Theory, theatricality and Thomson without the “p”
Professor Biff Bondarchuk writes:
Having been asked by joke news website Crikey and its fauxtrarian political typist “Bernard Keane” (note the sad attempt to purloin traditions of authentic Celtic transgressiveness) to cover the alleged Craig Thomson statement to Australia’s alleged parliament, I was ushered into the oddly-named “House of Representatives Press Gallery” today to witness what, by all accounts, would be the most dramatic day in federal politics since the Harvester decision established a fundamentally racist economic settlement.
Given the essentially theatrical nature of parliamentary democracy, in which men and women nominated by corporations are employed to give a pretence of democratic legitimacy to the maintenance of a capitalist kleptocracy, it was entirely apt that “Thomson” (and has anyone explored the telling absence of the plosive consonant from his name?) should offer an entertaining narrative scarcely distinguishable from the formulaic police procedurals that form the basis of what’s left of the mass media, one that heavily relied on a traditional “I’ve been framed” storyline. Conspiracy theories of course reveal an unspoken need for control in an essentially uncontrollable, arbitrary universe, creating the illusion of power where none exists. To the extent that all power is a construct, conspiracy theories of course are not a priori and epistemologically speaking, any less useful than narratives of arbritrary, indifferent reality (which, indeed, can themselves be turned to reinforcing status quo claims of power distribution) and indeed may often be true in a more important sense than merely corresponding with reality, a correspondence they may rarely obtain.
In this schema, Thomson’s basic text of an ordinary mortal beset by the plots of his enemies for doing good is one we have seen since classical times (bearing in mind Greece, Rome and Egypt were all patriarchal, slaveist societies). To raise this point is not merely to echo yet again the tired claim that there are no new stories — there are, in any event, always new stories, merely no new storytellers in a basic economic sense — but to note how the conspiracy theory prima facie heroicises the narrator even when it is undermined by so-called “objective” versions of “truth” (I note Mr Keane is an ethusiast for so-called “reality-based truth”, a laughable construct that privileges an élite-constructed social experience aimed entirely at perpetrating existing power structures rather than more authentic felt narratives that can empower those oppressed under existing social conditions).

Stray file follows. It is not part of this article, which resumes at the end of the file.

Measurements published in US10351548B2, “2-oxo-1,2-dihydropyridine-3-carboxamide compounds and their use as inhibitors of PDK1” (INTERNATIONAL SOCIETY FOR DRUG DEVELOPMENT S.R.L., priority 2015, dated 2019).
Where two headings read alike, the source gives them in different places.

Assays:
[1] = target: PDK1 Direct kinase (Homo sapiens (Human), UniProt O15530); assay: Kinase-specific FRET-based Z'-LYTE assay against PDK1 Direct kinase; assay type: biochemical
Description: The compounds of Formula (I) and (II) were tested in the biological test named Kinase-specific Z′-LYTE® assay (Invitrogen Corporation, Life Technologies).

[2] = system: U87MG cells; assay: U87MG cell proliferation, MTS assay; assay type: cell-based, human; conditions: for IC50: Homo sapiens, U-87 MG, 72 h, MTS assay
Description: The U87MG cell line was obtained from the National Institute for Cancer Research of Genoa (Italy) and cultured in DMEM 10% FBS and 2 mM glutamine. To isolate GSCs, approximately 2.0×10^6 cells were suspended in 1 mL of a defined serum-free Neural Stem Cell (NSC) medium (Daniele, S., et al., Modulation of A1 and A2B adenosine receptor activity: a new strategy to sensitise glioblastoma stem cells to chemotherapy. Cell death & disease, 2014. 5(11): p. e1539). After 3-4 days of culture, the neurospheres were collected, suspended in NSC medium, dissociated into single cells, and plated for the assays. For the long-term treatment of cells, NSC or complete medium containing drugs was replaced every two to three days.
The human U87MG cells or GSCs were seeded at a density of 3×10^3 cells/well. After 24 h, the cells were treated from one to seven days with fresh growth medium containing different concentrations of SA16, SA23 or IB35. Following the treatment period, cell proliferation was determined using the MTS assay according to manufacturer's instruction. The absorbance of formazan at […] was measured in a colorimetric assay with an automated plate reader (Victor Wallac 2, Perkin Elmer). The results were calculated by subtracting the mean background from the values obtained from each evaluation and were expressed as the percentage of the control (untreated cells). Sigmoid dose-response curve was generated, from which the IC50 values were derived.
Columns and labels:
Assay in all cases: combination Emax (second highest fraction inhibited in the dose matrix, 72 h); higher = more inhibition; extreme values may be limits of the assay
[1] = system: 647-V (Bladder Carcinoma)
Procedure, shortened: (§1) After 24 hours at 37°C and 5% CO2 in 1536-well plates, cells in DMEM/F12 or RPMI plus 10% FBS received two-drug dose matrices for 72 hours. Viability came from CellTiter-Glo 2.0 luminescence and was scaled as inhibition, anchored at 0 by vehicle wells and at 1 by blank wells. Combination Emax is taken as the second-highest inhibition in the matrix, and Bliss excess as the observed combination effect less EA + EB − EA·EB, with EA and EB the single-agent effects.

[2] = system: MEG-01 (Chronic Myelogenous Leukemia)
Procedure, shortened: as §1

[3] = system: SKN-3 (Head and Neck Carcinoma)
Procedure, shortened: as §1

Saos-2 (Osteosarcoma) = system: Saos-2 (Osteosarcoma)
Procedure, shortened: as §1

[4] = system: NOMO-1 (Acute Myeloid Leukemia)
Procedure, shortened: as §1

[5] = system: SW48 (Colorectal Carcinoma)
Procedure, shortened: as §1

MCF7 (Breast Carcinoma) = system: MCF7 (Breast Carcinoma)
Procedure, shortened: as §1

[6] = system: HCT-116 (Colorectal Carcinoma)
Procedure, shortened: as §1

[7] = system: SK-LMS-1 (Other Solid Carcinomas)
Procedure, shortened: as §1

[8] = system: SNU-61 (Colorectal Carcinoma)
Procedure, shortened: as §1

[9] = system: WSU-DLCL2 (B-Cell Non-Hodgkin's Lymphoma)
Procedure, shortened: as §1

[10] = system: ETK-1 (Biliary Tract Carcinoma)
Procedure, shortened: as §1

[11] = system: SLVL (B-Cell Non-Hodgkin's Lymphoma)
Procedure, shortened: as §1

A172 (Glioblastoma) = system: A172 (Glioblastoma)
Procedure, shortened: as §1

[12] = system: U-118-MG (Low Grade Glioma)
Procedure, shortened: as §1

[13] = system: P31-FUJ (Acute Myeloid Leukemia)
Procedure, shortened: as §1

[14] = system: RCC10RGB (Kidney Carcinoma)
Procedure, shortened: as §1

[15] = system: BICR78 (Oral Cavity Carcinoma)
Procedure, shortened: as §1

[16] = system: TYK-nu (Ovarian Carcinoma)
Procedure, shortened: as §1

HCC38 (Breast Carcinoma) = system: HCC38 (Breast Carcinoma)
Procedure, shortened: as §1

For mine the real point of the “statement” was the small wooden stand deployed by Thomson in support of the notes from which he proceeded to read. Here, it seemed to me, was a key symbol of an otherwise meaningless series of events. Despite the meticulous construction of the theatre in which events were unfolding, there had been a serious oversight: the actors were unable to read their lines without a prop to service them having to be borne in for their use. Why were not the desks built higher so the performers could rest their notes on them better? Why is not some “automatic machinery” installed that would lift from the planar surface to an adjustable height in order to hold notes and other performance aids? That is a separate issue, perhaps one for sociologists to pursue.
But what might appear an otherwise trivial detail becomes in retrospect a potent demonstration of the artificiality of events. The wooden stand serves, in effect, as a figleaf for an overly embarrassing demonstration of the artificiality of proceedings — an elaborate figleaf, carved from a tree expressly felled for the purpose of providing such objects. A living thing has thus been destroyed in order to spare the blushes of actors in social democracy’s performance space (I won’t bother to labour [no pun intended] the obvious pun about a “theatre of the absurd”). The symbolism is so powerful it becomes, in effect, the thing itself, a transubstantiation-like alteration of functional art into artistic function. Ultimately, the wooden stand is the key statement made by Thomson, not his words.
Also, he said some other guy did some stuff, but I didn’t catch the name. It’s not important. Or, rather, “important”.
Biff Bondarchuk is Regius Professor of Psycho-anatomy at Greenwich University (Pacific Campus)